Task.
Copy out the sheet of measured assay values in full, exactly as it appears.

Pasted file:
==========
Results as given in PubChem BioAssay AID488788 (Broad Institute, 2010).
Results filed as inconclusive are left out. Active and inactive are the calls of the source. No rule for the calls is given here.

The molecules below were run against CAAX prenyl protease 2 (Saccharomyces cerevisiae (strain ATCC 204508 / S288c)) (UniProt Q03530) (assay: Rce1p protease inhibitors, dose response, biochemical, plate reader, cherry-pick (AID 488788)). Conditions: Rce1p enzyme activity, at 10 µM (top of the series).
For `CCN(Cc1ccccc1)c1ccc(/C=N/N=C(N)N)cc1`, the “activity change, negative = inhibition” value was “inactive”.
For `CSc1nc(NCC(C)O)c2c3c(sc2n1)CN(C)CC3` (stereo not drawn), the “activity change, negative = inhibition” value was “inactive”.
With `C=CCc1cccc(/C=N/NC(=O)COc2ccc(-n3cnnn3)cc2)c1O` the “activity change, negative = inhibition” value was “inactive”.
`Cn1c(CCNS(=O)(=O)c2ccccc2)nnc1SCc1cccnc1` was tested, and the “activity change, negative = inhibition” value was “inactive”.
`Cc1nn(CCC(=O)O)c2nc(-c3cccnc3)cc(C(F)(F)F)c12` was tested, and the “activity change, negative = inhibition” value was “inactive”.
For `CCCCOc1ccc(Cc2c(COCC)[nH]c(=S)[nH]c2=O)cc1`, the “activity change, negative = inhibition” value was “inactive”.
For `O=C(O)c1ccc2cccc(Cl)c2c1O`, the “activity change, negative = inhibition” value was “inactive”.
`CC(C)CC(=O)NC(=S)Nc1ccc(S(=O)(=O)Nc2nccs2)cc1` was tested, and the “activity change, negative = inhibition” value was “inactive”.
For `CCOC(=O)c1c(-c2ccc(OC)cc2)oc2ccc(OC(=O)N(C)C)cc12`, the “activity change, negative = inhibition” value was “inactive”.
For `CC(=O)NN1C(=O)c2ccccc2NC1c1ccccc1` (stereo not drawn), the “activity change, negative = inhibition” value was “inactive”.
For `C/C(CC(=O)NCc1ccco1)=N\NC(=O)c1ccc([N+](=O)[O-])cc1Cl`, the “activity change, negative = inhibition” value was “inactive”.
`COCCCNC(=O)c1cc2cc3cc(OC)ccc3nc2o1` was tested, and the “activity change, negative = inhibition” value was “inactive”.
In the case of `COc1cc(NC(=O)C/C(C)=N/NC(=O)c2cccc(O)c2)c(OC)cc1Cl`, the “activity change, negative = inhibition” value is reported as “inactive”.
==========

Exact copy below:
Results as given in PubChem BioAssay AID488788 (Broad Institute, 2010).
Results filed as inconclusive are left out. Active and inactive are the calls of the source. No rule for the calls is given here.

The molecules below were run against CAAX prenyl protease 2 (Saccharomyces cerevisiae (strain ATCC 204508 / S288c)) (UniProt Q03530) (assay: Rce1p protease inhibitors, dose response, biochemical, plate reader, cherry-pick (AID 488788)). Conditions: Rce1p enzyme activity, at 10 µM (top of the series).
For `CCN(Cc1ccccc1)c1ccc(/C=N/N=C(N)N)cc1`, the “activity change, negative = inhibition” value was “inactive”.
For `CSc1nc(NCC(C)O)c2c3c(sc2n1)CN(C)CC3` (stereo not drawn), the “activity change, negative = inhibition” value was “inactive”.
With `C=CCc1cccc(/C=N/NC(=O)COc2ccc(-n3cnnn3)cc2)c1O` the “activity change, negative = inhibition” value was “inactive”.
`Cn1c(CCNS(=O)(=O)c2ccccc2)nnc1SCc1cccnc1` was tested, and the “activity change, negative = inhibition” value was “inactive”.
`Cc1nn(CCC(=O)O)c2nc(-c3cccnc3)cc(C(F)(F)F)c12` was tested, and the “activity change, negative = inhibition” value was “inactive”.
For `CCCCOc1ccc(Cc2c(COCC)[nH]c(=S)[nH]c2=O)cc1`, the “activity change, negative = inhibition” value was “inactive”.
For `O=C(O)c1ccc2cccc(Cl)c2c1O`, the “activity change, negative = inhibition” value was “inactive”.
`CC(C)CC(=O)NC(=S)Nc1ccc(S(=O)(=O)Nc2nccs2)cc1` was tested, and the “activity change, negative = inhibition” value was “inactive”.
For `CCOC(=O)c1c(-c2ccc(OC)cc2)oc2ccc(OC(=O)N(C)C)cc12`, the “activity change, negative = inhibition” value was “inactive”.
For `CC(=O)NN1C(=O)c2ccccc2NC1c1ccccc1` (stereo not drawn), the “activity change, negative = inhibition” value was “inactive”.
For `C/C(CC(=O)NCc1ccco1)=N\NC(=O)c1ccc([N+](=O)[O-])cc1Cl`, the “activity change, negative = inhibition” value was “inactive”.
`COCCCNC(=O)c1cc2cc3cc(OC)ccc3nc2o1` was tested, and the “activity change, negative = inhibition” value was “inactive”.
In the case of `COc1cc(NC(=O)C/C(C)=N/NC(=O)c2cccc(O)c2)c(OC)cc1Cl`, the “activity change, negative = inhibition” value is reported as “inactive”.